We gratefully acknowledge Cynthia Campell, John Doukas, Tim Jenkinson, Conul Golak, William Megginson, Dimitris Petmezas, Jay Ritter and Frank Skinner and two anonymous referees for stimulating comments, as well as Kostas Kassimatis and Aimilios Galariotis for providing us the Fama and French Factors for Greece. We would like to thank meeting participants of the European Financial Management Association in Athens (EFMA 2008) and the Financial Management Association in Prague (FMA 2008) for helpful comments on earlier versions of this paper. Correspondence: Dimitrios Gounopoulos.
Long-term Performance of Greek IPOs
Version of Record online: 7 JUN 2010
© 2010 Blackwell Publishing Ltd
European Financial Management
Volume 18, Issue 1, pages 117–141, January 2012
How to Cite
Thomadakis, S., Nounis, C. and Gounopoulos, D. (2012), Long-term Performance of Greek IPOs. European Financial Management, 18: 117–141. doi: 10.1111/j.1468-036X.2010.00546.x
- Issue online: 27 DEC 2011
- Version of Record online: 7 JUN 2010
- initial public offerings;
- long-term performance;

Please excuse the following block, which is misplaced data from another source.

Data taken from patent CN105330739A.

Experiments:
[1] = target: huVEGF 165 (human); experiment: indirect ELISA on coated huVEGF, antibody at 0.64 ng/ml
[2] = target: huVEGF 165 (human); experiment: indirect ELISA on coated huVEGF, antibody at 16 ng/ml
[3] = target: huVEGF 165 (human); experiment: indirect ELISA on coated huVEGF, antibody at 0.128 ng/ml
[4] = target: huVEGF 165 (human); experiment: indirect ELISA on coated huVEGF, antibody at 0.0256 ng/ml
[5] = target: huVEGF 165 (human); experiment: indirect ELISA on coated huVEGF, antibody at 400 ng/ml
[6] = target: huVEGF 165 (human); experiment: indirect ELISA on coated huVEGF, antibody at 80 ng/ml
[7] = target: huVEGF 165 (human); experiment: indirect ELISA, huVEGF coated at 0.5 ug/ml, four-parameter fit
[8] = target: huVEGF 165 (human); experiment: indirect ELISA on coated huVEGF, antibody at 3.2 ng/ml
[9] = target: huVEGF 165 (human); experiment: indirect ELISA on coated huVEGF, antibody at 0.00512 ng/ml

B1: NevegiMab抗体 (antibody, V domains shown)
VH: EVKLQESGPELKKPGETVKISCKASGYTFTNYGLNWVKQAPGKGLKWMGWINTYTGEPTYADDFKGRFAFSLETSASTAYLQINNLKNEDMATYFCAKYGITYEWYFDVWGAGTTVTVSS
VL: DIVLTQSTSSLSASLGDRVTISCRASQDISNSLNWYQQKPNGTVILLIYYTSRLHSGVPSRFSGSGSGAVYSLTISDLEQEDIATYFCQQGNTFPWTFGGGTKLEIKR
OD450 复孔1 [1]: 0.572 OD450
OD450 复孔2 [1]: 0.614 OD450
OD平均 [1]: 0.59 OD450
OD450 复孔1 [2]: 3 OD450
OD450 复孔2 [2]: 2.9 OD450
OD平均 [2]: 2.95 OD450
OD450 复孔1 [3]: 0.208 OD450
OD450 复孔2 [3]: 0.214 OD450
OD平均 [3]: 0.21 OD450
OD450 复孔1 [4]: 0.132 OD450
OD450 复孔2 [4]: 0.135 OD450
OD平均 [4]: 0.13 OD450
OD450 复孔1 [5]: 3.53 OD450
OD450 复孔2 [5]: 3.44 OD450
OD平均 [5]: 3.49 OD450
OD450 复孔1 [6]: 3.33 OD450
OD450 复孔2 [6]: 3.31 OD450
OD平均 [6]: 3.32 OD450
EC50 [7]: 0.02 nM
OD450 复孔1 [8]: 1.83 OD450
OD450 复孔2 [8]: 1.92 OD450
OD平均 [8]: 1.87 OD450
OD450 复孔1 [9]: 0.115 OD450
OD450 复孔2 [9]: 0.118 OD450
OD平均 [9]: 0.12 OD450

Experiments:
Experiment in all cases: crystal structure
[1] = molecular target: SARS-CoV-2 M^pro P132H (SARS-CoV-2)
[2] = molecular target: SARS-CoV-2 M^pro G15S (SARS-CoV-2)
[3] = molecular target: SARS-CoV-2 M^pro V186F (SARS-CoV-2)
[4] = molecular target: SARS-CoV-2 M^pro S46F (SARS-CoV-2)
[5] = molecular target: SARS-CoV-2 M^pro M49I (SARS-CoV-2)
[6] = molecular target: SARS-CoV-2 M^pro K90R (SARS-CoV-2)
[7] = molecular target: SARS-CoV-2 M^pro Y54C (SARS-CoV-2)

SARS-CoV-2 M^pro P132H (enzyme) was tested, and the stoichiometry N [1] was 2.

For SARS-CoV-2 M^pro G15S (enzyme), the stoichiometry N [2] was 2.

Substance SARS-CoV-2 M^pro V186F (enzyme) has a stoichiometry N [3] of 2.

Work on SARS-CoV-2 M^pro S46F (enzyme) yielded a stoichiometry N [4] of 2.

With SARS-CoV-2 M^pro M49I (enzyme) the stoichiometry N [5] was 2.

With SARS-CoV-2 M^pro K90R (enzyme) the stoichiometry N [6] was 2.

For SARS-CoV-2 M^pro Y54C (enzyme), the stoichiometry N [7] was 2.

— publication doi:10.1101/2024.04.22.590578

- market efficiency
We analyse the long-run performance of 254 Greek IPOs that were listed during the period 1994–2002, computing buy-and-hold abnormal returns (BHAR) and cumulative abnormal returns (CAR) over 36 months of secondary market performance. The empirical results differ from international evidence and reveal long-term overperformance that continues for a substantial interval after listing. Measuring these returns in calendar time, we find statistical significance with several of the benchmarks employed. We also find that long-term overperformance is a feature of the mass of IPOs conducted during a pronounced IPO wave. Cross-sectional regressions of long-run performance disclose several significant factors. The study demonstrates that although Greek IPOs overperform the market for a longer period, underperformance eventually emerges, in line with much international evidence. Our interpretation is that the persistence of overperformance over a significant interval is due to excessive supply of issues during the ‘hot IPO period’. Results associated with pricing during the ‘hot IPO period’ indicate positive short- (1-year), medium- (2-year) and negative long-term (3-year) performance.